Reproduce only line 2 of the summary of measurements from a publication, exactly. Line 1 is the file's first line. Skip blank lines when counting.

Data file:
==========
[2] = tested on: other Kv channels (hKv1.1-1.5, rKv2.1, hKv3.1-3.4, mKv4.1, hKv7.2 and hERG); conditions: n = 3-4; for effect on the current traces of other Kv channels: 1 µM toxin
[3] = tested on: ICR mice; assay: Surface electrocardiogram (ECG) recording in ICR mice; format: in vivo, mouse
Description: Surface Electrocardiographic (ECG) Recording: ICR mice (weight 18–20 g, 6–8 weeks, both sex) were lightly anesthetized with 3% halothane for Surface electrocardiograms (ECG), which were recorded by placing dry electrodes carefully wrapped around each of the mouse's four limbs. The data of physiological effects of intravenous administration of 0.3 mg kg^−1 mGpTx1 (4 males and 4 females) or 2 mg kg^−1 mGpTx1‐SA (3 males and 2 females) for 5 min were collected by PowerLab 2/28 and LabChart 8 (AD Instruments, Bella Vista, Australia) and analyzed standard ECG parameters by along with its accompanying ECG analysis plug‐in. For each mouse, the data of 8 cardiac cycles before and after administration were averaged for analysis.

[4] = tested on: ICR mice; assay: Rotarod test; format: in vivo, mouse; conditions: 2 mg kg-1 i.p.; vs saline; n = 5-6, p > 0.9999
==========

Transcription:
[3] = tested on: ICR mice; assay: Surface electrocardiogram (ECG) recording in ICR mice; format: in vivo, mouse